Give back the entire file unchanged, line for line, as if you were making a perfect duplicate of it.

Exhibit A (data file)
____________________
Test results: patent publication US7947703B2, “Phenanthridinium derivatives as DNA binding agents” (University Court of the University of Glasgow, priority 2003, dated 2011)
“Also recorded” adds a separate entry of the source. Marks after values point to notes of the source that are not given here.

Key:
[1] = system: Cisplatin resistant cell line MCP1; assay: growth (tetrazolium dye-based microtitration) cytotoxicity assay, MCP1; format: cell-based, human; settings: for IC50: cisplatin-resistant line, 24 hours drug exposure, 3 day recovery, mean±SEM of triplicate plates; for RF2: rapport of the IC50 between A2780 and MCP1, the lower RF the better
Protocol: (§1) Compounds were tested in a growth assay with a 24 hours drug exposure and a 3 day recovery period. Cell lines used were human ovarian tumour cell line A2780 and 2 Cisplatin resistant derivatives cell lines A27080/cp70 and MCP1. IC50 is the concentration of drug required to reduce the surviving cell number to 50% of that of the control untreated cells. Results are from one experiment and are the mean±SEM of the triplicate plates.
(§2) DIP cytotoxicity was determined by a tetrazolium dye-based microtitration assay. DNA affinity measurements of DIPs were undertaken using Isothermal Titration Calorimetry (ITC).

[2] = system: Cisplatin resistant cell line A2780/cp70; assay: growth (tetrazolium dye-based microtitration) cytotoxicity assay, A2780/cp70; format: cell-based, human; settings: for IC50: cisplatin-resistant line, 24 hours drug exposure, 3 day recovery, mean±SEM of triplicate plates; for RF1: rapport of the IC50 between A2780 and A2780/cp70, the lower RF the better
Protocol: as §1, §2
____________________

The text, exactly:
Test results: patent publication US7947703B2, “Phenanthridinium derivatives as DNA binding agents” (University Court of the University of Glasgow, priority 2003, dated 2011)
“Also recorded” adds a separate entry of the source. Marks after values point to notes of the source that are not given here.

Key:
[1] = system: Cisplatin resistant cell line MCP1; assay: growth (tetrazolium dye-based microtitration) cytotoxicity assay, MCP1; format: cell-based, human; settings: for IC50: cisplatin-resistant line, 24 hours drug exposure, 3 day recovery, mean±SEM of triplicate plates; for RF2: rapport of the IC50 between A2780 and MCP1, the lower RF the better
Protocol: (§1) Compounds were tested in a growth assay with a 24 hours drug exposure and a 3 day recovery period. Cell lines used were human ovarian tumour cell line A2780 and 2 Cisplatin resistant derivatives cell lines A27080/cp70 and MCP1. IC50 is the concentration of drug required to reduce the surviving cell number to 50% of that of the control untreated cells. Results are from one experiment and are the mean±SEM of the triplicate plates.
(§2) DIP cytotoxicity was determined by a tetrazolium dye-based microtitration assay. DNA affinity measurements of DIPs were undertaken using Isothermal Titration Calorimetry (ITC).

[2] = system: Cisplatin resistant cell line A2780/cp70; assay: growth (tetrazolium dye-based microtitration) cytotoxicity assay, A2780/cp70; format: cell-based, human; settings: for IC50: cisplatin-resistant line, 24 hours drug exposure, 3 day recovery, mean±SEM of triplicate plates; for RF1: rapport of the IC50 between A2780 and A2780/cp70, the lower RF the better
Protocol: as §1, §2